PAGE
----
Consider also a few ‘what if’ scenarios. You and your partner could be killed in the same incident, so have a back-up person lined up to take care of your kids. Whether they are family, godparents or close friends depends entirely on your own preferences, but talk this over with all concerned and investigate the legal implications of each scenario.

Seek expert expat advice

Anywhere with a large expat community will have solicitors well-versed in handling the affairs of expats both in life and death. After drawing up your will, get them to inspect it.

You may have to splash out a small amount for this service, but they will quickly be able to flag up any issues. You may find that assets you hold are subject to hefty taxes upon death so gifting them to a favoured niece or nephew isn’t as generous as you first thought. A poorly written will can cost up to 10% of the assets it lists.

They will also be able to advise you about how to contend with local fees and taxes. Sadly, dying can be an expensive activity and unless handled smartly, your family may be hit with a raft of charges. A good solicitor will manage these at both ends to ensure everyone gets the most generous deal and that costs are covered from your estate rather than a loved one’s pocket.

Some citizens’ advice services, life insurance companies or consumer groups such as SAGA or Which? offer will advice clinics, which may be helpful. Just be sure to explain your expat circumstances.

Make sure you keep your will up to date

Although this article is focused on what happens in the event of your death, it’s important to remember that everything that goes on in life will impact on your will.

We measure lives in milestones like birth, coming of age, marriage, divorce and death. Each of these will impact your status and the assets you have when it comes to reading your will.

Should your marital status change, the laws of the land may override your wishes, changing the entitlement of those listed. Your wife may legally be entitled to redistribute your assets despite your will, whilst an ex-spouse may be able to make a claim against your estate. These challenges may end up in the local court system or decided by magistrates.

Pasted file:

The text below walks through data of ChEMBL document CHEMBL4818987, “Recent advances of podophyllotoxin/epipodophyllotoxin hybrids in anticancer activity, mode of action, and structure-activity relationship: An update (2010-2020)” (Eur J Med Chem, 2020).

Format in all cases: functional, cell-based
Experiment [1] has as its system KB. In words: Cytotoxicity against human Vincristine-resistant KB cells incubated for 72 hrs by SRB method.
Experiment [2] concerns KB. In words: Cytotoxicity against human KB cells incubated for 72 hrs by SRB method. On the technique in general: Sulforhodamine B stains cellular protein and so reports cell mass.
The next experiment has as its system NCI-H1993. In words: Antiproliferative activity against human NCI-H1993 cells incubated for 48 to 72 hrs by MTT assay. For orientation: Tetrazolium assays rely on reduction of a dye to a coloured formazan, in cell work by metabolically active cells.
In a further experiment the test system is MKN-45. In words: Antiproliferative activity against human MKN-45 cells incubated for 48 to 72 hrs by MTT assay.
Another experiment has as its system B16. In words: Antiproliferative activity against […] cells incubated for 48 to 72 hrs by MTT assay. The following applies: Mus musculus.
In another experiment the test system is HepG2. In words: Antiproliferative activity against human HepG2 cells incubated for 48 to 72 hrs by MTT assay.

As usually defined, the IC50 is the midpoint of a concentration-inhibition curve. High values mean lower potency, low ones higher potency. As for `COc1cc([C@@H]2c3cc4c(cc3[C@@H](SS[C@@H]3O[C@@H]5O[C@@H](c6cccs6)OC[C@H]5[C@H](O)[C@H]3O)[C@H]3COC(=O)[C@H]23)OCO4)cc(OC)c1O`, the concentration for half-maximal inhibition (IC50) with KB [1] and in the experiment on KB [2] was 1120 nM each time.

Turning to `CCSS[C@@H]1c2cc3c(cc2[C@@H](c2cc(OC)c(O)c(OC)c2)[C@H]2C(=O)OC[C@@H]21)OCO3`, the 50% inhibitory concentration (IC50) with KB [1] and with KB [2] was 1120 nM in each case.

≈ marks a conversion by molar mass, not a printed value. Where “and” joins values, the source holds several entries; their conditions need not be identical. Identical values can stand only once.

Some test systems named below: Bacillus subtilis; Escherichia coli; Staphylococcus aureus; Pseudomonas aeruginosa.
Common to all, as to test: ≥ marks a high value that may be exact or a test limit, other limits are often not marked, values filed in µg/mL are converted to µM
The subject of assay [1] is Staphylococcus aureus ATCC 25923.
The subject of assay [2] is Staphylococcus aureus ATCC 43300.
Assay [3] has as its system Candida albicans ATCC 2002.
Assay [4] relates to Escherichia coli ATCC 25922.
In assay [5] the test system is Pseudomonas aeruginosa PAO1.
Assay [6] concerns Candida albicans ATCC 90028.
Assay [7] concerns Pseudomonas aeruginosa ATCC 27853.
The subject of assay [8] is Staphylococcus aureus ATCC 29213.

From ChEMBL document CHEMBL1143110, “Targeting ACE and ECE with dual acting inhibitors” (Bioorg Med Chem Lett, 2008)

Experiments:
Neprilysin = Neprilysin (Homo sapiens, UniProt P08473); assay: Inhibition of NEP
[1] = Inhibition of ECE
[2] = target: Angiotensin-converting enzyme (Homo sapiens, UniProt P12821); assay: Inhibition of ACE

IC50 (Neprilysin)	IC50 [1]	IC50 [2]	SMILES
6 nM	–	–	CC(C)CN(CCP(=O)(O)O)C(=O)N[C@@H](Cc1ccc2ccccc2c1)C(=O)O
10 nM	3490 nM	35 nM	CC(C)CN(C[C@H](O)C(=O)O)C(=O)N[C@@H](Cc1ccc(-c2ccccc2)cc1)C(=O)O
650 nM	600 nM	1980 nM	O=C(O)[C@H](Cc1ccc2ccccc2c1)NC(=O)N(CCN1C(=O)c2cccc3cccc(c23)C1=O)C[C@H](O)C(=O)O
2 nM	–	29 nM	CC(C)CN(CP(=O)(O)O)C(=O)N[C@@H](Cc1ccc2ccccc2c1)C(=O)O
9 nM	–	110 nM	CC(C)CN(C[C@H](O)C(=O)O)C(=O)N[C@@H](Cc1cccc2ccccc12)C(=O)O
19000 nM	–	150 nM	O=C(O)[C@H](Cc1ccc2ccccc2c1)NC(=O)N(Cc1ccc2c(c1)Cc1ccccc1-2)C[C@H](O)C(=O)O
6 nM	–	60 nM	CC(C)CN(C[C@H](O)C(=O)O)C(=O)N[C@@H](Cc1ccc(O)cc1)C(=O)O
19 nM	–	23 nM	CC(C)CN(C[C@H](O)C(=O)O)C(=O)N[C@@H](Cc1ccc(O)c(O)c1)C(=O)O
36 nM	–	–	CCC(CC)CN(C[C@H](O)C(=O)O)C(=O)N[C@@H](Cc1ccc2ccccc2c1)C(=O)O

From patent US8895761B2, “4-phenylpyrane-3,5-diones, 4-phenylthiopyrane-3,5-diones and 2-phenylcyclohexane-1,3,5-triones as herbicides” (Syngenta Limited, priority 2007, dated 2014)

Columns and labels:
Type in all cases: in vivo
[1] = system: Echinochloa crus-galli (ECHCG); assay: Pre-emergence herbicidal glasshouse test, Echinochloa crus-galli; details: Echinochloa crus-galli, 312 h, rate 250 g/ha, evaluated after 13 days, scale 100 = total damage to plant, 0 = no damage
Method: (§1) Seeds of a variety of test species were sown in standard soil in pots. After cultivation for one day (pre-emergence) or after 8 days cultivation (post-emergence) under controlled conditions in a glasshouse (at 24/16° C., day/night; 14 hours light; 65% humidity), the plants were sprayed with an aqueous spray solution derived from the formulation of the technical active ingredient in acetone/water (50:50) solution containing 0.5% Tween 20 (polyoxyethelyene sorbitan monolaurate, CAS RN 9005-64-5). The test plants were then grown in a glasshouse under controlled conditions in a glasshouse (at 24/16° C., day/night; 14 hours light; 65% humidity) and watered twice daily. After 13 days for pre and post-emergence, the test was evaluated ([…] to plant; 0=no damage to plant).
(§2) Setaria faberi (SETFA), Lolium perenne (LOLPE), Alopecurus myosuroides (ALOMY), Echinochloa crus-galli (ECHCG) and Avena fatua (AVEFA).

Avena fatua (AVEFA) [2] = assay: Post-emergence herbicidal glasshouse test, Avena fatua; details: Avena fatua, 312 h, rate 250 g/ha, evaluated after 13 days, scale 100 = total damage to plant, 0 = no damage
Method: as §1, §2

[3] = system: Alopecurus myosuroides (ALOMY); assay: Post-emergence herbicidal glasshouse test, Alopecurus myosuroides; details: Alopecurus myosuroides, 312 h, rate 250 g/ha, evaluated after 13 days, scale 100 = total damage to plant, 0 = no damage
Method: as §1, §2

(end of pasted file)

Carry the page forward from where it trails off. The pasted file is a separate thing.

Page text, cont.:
Local customs may also mean that should your children marry, they are entitled to particular shares in your assets, regardless of your written will.

Remember also to keep the will up to date with all assets under your ownership. Buying property, cars, shares or anything of value needs to be reflected in updated versions of your will so that the value of your estate can be properly estimated. Of course, you may find yourself inheriting items of value from other relatives; don’t forget to include these in your will.

Where will you store your will?

Like the plot twist at the end of a bad crime novel, your will may suddenly come to light long after family members have started squabbling over who should get what.

A document detailing your wishes is only of use if it can be found and enacted within a few days of your death. There are a lot of bureaucratic wheels that need to be set in motion, especially if you have assets in several countries and relatives scattered around the globe. Having the only copy of your will hidden in stacks of old newspapers or stored digitally on a password-locked laptop means that your wishes may never be carried out simply because they can’t be found.

Lodging a copy of your will with a solicitor is one solution, making sure that a competent legal authority can respond quickly in the event of your death. Of course, you can also leave a copy with friends or family in your home country, so they can check that the solicitor really is carrying out your wishes. Keeping digital copies of important documents online is becoming increasingly popular, and sharing passwords with a trusted person could be another way to ensure your will can be found.

Keeping multiple copies of your will in several places increases the likelihood that it will be found and that anyone attempting to defraud your estate will be caught out. Just make sure that all copies are dated and that every backup copy is kept up to date as you make changes.

Think carefully about funeral arrangements

This is often the hardest part to consider and to talk about with loved ones. What should happen to your body after you die?

You may want to be buried close to where you grew up, with a funeral full of family and friends. But there may be a number of other factors you need to consider.

Firstly, repatriation is expensive. Flying your body around the world for burial can be extremely expensive, costing tens of thousands of pounds for special flights, embalming and a long trail of paperwork. The governments at both ends will require certificates to log your death and the shipping of your body, adding to the stress and cost for your family. Many insurance policies will cover these costs, but read the small print carefully to make sure.

Many expats arrange for a local burial, at reduced cost, followed by a service of some kind for those at home. If you are intent on your remains travelling around the world, consider cremation. Although there are some religious and cultural objections to cremation, it is by far the most cost-effective way to transport remains.

It’s important to lay down your wishes in your will, including any instructions for services and memorials you would like to have. If you’ve already done the planning for these events, your family can take comfort in knowing they have fulfilled your wishes and shared an experience you planned for them.

That said, do be aware that there may be local laws and procedures that take place as a matter of course and you may need to account for these. For example, some countries will conduct a post-mortem examination as a matter of course, unless instructed not to. The same may go for organ donation. In France, Portugal and Poland for example organs are collected as a matter of course unless the deceased has opted out of donation.

Your will and registering your wishes with the appropriate people in advance may halt unwanted procedures.

Article by Andy Scofield, Expat Focus International Features Writer